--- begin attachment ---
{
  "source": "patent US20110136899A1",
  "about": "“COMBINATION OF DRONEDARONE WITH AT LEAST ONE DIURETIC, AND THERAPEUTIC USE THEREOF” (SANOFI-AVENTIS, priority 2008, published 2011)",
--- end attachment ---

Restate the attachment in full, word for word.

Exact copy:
{
  "source": "patent US20110136899A1",
  "about": "“COMBINATION OF DRONEDARONE WITH AT LEAST ONE DIURETIC, AND THERAPEUTIC USE THEREOF” (SANOFI-AVENTIS, priority 2008, published 2011)",